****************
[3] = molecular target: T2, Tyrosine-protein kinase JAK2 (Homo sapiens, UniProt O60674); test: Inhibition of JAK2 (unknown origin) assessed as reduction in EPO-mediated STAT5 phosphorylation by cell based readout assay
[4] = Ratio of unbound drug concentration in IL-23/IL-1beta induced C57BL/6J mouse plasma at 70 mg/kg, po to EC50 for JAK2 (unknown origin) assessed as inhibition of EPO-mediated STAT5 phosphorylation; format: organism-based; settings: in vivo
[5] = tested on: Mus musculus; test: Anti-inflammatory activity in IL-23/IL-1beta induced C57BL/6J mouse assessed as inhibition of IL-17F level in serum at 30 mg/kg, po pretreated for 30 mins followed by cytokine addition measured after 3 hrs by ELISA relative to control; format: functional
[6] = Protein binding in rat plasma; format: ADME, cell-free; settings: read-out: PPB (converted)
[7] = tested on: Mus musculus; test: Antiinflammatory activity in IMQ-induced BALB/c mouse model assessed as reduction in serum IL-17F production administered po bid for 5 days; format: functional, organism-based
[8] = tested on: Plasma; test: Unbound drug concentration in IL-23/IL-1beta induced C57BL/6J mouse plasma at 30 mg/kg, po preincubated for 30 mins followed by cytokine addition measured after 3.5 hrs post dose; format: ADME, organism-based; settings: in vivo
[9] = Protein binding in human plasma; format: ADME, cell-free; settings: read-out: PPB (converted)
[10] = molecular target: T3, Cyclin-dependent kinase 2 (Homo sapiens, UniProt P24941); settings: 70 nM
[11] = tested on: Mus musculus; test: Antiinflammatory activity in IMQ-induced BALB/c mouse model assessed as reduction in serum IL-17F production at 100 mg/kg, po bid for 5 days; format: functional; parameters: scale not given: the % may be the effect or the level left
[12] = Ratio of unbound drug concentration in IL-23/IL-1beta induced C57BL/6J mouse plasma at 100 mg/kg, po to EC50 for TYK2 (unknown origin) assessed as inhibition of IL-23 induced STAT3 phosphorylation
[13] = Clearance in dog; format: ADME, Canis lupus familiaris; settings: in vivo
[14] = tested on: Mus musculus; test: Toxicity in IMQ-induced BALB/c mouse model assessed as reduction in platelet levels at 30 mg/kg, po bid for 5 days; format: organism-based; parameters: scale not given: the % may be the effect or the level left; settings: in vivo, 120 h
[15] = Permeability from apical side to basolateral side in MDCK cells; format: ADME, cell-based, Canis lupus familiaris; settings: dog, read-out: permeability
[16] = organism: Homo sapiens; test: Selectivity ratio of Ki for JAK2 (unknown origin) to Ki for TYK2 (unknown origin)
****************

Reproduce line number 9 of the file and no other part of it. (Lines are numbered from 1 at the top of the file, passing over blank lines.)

[11] = tested on: Mus musculus; test: Antiinflammatory activity in IMQ-induced BALB/c mouse model assessed as reduction in serum IL-17F production at 100 mg/kg, po bid for 5 days; format: functional; parameters: scale not given: the % may be the effect or the level left